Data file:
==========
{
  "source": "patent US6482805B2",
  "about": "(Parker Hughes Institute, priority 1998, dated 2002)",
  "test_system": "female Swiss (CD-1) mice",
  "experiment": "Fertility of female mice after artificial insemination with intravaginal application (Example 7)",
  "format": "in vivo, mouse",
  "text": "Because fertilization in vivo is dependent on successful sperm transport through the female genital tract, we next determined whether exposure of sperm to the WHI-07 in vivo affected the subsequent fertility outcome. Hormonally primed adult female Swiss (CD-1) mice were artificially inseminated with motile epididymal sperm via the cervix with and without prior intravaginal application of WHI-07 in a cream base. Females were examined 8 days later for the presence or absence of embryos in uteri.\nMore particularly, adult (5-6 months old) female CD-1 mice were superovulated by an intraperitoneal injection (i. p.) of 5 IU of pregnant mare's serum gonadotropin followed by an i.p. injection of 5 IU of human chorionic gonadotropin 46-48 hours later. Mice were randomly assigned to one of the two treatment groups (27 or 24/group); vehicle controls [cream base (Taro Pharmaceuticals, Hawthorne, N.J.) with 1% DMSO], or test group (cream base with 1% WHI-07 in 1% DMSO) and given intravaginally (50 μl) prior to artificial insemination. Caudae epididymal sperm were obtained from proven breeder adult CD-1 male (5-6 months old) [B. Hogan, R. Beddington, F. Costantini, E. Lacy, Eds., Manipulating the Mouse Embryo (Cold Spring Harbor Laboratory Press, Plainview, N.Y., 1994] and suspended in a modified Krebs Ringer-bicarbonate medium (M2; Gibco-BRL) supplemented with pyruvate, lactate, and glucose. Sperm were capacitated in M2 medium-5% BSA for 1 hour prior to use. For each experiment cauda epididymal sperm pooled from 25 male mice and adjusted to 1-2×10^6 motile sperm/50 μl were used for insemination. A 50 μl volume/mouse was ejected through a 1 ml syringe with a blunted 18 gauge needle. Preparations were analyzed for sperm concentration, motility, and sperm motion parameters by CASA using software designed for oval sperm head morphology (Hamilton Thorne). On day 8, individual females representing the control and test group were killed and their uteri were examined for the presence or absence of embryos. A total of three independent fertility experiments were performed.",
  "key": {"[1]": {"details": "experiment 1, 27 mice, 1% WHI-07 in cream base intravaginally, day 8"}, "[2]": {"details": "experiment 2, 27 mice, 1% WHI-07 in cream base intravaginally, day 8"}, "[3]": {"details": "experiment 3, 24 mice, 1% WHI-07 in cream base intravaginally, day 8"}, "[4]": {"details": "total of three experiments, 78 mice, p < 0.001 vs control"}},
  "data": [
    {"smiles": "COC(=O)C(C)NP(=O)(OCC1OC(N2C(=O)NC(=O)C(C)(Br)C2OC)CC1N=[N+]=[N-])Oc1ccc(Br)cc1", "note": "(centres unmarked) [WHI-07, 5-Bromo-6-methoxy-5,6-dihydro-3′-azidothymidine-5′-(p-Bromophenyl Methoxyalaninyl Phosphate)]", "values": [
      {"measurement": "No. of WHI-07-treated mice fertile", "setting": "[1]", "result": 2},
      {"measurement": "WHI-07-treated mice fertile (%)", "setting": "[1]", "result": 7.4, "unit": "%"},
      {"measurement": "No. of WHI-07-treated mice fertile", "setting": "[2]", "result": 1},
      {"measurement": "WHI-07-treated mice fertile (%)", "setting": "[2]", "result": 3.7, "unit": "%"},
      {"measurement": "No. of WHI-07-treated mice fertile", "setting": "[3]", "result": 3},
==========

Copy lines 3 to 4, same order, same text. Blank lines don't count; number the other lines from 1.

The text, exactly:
  "about": "(Parker Hughes Institute, priority 1998, dated 2002)",
  "test_system": "female Swiss (CD-1) mice",